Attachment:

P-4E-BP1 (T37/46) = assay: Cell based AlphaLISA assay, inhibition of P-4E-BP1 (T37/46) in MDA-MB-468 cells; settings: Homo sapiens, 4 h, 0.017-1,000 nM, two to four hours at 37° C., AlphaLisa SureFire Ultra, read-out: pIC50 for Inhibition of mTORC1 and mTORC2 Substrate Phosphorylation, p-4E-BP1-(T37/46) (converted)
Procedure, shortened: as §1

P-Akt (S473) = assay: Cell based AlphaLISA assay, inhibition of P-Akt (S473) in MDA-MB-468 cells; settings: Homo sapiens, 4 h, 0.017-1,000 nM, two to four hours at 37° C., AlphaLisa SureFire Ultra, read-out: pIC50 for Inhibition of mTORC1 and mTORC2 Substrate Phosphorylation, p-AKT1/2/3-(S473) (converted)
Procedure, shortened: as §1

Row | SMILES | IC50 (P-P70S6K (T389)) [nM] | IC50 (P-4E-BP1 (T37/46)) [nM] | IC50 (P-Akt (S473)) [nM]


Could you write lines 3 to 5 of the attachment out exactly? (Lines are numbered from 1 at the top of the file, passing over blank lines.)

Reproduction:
P-Akt (S473) = assay: Cell based AlphaLISA assay, inhibition of P-Akt (S473) in MDA-MB-468 cells; settings: Homo sapiens, 4 h, 0.017-1,000 nM, two to four hours at 37° C., AlphaLisa SureFire Ultra, read-out: pIC50 for Inhibition of mTORC1 and mTORC2 Substrate Phosphorylation, p-AKT1/2/3-(S473) (converted)
Procedure, shortened: as §1

Row | SMILES | IC50 (P-P70S6K (T389)) [nM] | IC50 (P-4E-BP1 (T37/46)) [nM] | IC50 (P-Akt (S473)) [nM]